3. The role of film festivals and arthouse cinemas is changing as online distribution grows in prominence. Also likely to grow is online movie ticket purchasing through services like Groupon; some wonder if differential ticket pricing would help grow theater attendance; and, as our waistlines continue to grow, at least we won’t have to be reminded of the calories we’re consuming in movie theater popcorn, thanks to an FDA ruling. But the biggest challenge theater owners have now is premium video-on-demand rentals, whose imminent launching angers the National Association of Theater Owners. The underlying message from studios to theater owners at the recent CinemaCon was basically “Quit yer bitchin’ and get with the digital program,” which is sure to go over well.

4. The Writers Guild and the Alliance of Motion Picture and Television Producers struck a contract deal, no strike needed, even though it doesn’t offer everything the WGA wanted (note: Variety paywalled article), and some members, who still have to vote on it, think it’s a bad deal (note: NSFW Kurt Sutter tweet). Meanwhile, Michigan has decided its film production tax credits are a bad deal, and filmmakers are fleeing as a result, while Georgia decided to keep theirs.

5. Nielsen has studied the placement of gaming consoles in the home, determining that the Wii rules the living room, while the Xbox dominates in the kids’ bedroom. In terms of games, Guitar Hero 3 tops a list of best-selling games from this generation, and The Weinstein Company hopes to make future lists with video game versions of some of its library titles, mostly horror films like Scream.

6. Burma has banned Skype, while China’s censorship of electronic communication continues to tighten, and Google is especially in its crosshairs. Google is funding development of technologies to detect such censorship, and the US government has given the BBC World Service money to help combat it. But lest we think censorship is only a problem elsewhere, we should take note that the ACLU is fighting to stop schools from blocking LGBT websites.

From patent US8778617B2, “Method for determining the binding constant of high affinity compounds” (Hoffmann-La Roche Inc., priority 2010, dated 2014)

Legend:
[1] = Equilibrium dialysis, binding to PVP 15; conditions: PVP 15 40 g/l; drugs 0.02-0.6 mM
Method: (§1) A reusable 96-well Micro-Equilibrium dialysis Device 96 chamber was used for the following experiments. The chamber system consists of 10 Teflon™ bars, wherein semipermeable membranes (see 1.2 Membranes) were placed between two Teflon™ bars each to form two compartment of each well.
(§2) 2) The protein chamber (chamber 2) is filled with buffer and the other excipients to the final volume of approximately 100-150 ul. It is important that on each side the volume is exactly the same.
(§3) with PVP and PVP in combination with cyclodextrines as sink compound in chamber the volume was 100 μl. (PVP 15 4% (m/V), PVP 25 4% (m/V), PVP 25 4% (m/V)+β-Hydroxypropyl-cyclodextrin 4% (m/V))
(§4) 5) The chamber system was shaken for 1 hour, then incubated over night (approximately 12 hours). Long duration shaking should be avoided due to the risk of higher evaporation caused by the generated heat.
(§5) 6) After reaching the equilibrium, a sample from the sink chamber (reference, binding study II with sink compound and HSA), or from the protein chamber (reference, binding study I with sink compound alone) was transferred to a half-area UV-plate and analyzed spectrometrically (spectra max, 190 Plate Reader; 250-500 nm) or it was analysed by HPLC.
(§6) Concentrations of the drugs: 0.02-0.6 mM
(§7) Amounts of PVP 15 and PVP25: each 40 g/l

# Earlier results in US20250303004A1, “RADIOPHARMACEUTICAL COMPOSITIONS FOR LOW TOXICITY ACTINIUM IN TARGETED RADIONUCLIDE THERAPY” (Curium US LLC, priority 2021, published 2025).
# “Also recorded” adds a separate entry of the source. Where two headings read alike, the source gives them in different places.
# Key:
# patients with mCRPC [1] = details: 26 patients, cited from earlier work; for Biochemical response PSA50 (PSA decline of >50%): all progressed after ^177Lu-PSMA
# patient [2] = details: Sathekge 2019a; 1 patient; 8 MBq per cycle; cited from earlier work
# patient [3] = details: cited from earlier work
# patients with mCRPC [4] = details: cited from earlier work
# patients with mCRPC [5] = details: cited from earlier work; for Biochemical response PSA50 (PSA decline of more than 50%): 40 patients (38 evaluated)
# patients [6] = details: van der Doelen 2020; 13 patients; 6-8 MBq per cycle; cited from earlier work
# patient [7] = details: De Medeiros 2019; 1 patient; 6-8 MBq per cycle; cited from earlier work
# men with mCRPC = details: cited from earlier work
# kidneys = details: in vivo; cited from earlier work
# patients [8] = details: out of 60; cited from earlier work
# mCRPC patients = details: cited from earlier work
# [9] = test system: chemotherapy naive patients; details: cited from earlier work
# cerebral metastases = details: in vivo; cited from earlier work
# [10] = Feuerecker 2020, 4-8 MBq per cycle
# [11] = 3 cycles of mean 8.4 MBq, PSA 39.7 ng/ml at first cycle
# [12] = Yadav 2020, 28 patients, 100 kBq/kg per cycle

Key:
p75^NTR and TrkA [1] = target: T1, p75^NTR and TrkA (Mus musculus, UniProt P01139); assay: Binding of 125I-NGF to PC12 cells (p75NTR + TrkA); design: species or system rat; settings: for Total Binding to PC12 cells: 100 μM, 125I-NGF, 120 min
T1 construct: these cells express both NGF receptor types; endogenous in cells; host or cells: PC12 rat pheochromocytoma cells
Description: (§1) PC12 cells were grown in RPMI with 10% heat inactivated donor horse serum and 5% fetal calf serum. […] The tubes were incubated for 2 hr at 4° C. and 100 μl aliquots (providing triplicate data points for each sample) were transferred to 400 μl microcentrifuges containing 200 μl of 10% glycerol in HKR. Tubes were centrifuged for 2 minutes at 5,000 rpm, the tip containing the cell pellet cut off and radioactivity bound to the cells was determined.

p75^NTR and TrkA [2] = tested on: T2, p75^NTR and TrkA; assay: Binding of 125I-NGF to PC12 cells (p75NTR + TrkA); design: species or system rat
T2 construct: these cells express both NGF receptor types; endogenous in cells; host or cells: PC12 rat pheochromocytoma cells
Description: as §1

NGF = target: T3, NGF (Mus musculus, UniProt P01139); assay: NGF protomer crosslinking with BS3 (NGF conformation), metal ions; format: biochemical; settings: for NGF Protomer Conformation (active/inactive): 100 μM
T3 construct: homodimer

7. File-sharing music piracy in the US has declined, with 9% of internet users now using P2P services to download. Some point to the shutdown of Limewire as a direct catalyst for the decline; others disagree. Either way, a London School of Economics study claims that file-sharing isn’t responsible for the record industry’s collapse. From the film perspective, new MPAA head Chris Dodd sees things differently, saying that piracy is the single biggest threat to the survival of the movie industry, as DVD piracy in places like China is running wild. So the solution, I guess, is to demand IP addresses of individual downloaders and to totally get that one guy who uploaded Wolverine. Take that, China!

8. David Carr insists we need to recognize Google as a media company, and it’s certainly made the WAYM links a lot lately. Here’s more: Google has picked Kansas City as its fiber network test market, gotten probation for the bad Buzz, been accused of antitrust violations by Microsoft, and added the +1 button; Google Street View has been deemed legal in Germany and got fined in France; and Google Books lost a key court case, which further delays the dream of a universal digital library.